Rethink­ing Poles and Jews: Trou­bled Past, Brighter Future

Robert Cher­ry and Anna­maria Orla-Bukows­ka, eds.
  • Review
By – March 2, 2012

Pol­ish-Jew­ish rela­tions since the Shoah have been fraught with ten­sions and mis­con­cep­tions. Accord­ing to some Jews, not only was Chris­t­ian anti-Semi­tism respon­si­ble for this tragedy, but Pol­ish anti- Semi­tism in par­tic­u­lar should be sin­gled out for spe­cial con­dem­na­tion. This view main­tains that so many Jews per­ished dur­ing the Shoah because of the potent nature of Pol­ish anti-Semi­tism. That it meant death for a Pole to assist a Jew, that the Nazis also mur­dered many hun­dreds of thou­sands of Chris­t­ian Poles, that an orga­ni­za­tion, Zego­ta, was estab­lished to res­cue Jews, are not deter­mi­na­tive in this ver­sion of events. 

It is not pos­si­ble to review here the long and com­plex his­to­ry of Jews in Poland. That anti-Semi­tism is an impor­tant com­po­nent of this his­to­ry is unde­ni­able. But Poland is not unique in this. Whether Poland should be sin­gled out is the focus of this remark­able book of essays, Rethink­ing Poles and Jews. Con­sid­er­ing that Poland had the largest Jew­ish pop­u­la­tion in Europe before the Shoah, 3.2 mil­lion, and that his­tor­i­cal­ly Jews were giv­en a mea­sure of reli­gious free­dom and even self-rule, it is not easy to rec­on­cile the present trou­bled rela­tions between these two peo­ples with those of the past. Like much of the cur­rent Jew­ish expe­ri­ence, the Holo­caust is the water­shed event. There is a before and an after.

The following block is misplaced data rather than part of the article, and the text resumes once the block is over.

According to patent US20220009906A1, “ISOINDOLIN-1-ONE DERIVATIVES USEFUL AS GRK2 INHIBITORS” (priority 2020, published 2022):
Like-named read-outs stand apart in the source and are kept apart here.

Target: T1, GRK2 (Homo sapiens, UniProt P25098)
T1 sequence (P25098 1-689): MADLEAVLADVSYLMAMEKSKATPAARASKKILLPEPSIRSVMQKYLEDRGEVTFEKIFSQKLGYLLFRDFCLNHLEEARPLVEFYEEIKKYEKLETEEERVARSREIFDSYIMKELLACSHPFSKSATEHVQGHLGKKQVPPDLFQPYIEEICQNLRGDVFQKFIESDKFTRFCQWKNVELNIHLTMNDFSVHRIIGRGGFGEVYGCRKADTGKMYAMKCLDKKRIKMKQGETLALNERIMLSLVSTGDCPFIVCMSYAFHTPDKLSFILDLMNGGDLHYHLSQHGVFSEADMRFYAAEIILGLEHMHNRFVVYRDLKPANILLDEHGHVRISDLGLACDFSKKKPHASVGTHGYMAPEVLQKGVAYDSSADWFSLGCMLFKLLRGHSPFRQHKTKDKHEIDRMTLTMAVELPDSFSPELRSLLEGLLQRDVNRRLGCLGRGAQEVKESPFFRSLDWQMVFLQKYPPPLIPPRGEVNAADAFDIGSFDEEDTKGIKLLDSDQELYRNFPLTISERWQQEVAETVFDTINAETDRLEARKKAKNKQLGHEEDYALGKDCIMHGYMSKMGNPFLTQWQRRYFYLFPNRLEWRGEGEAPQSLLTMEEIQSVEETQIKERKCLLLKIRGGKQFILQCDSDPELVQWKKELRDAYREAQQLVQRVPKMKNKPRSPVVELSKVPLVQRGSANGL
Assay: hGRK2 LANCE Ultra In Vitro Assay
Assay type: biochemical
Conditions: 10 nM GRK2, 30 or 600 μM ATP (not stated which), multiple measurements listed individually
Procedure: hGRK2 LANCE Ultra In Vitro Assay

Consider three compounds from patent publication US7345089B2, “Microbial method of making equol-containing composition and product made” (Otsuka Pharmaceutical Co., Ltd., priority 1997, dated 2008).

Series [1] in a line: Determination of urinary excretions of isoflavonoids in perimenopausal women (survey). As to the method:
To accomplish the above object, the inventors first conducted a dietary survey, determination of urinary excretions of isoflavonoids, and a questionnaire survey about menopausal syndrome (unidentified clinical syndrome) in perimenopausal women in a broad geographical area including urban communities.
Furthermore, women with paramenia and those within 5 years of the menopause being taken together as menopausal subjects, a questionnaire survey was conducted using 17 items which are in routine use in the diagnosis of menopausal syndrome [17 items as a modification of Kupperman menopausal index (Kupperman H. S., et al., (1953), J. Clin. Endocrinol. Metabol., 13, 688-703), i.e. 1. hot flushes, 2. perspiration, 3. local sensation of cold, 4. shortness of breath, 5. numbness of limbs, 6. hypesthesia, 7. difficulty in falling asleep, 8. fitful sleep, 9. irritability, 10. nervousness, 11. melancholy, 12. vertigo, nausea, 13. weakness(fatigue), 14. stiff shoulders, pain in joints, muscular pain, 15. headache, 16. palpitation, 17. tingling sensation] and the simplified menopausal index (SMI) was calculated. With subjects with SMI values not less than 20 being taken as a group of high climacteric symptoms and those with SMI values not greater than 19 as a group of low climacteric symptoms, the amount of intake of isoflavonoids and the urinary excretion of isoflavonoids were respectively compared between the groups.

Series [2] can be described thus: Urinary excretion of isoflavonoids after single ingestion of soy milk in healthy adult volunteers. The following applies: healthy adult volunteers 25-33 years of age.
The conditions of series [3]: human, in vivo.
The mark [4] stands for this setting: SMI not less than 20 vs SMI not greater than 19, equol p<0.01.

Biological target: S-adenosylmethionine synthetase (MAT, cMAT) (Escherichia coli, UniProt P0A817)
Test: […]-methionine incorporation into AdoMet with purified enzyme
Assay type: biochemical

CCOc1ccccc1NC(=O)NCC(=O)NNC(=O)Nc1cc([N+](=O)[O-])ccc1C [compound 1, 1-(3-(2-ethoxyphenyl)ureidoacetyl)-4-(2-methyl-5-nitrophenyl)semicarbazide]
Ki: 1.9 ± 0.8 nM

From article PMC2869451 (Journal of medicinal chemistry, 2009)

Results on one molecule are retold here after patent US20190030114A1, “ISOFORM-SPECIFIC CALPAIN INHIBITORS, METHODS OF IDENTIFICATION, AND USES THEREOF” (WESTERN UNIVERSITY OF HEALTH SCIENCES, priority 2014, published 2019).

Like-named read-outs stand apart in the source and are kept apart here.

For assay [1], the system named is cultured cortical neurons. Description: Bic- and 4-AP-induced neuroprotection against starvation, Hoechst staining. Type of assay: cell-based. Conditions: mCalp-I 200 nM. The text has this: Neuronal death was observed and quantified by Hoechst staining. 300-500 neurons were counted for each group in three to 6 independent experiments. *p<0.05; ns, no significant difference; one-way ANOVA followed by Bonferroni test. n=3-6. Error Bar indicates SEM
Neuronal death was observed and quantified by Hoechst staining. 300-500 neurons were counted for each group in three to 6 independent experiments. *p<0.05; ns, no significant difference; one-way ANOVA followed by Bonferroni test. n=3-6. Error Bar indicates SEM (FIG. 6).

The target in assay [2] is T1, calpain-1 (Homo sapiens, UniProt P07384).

This much is clear. The death camps in Poland were estab­lished by the Nazis. Poles also suf­fered enor­mous bru­tal­iza­tion. Auschwitz, locat­ed near the vil­lage of Oswiec­im, was cho­sen as the site for the largest exter­mi­na­tion cen­ter because of the numer­ous rail con­nec­tions with the rest of Europe and because the largest Jew­ish pop­u­la­tion in Europe was sit­u­at­ed in Poland. We know that there were Poles who were pas­sive, indif­fer­ent and who col­lab­o­rat­ed and even killed Jews. We also know that there were many oth­ers who risked their lives to hide and assist Jews. The sto­ry is com­plex, as is the rela­tion­ship between these two groups. The essays in this book attempt to demys­ti­fy the claims and charges made, to shed some light on an emo­tion­al issue and to pro­vide infor­ma­tion and per­spec­tive in our search for under­stand­ing and rec­on­cil­i­a­tion. The edi­tors, Cher­ry and Orla-Bukows­ka, are to be com­mend­ed for their efforts. 

Michael N. Dobkows­ki is a pro­fes­sor of reli­gious stud­ies at Hobart and William Smith Col­leges. He is co-edi­tor of Geno­cide and the Mod­ern Age and On the Edge of Scarci­ty (Syra­cuse Uni­ver­si­ty Press); author of The Tar­nished Dream: The Basis of Amer­i­can Anti-Semi­tism; and co-author of The Nuclear Predicament.

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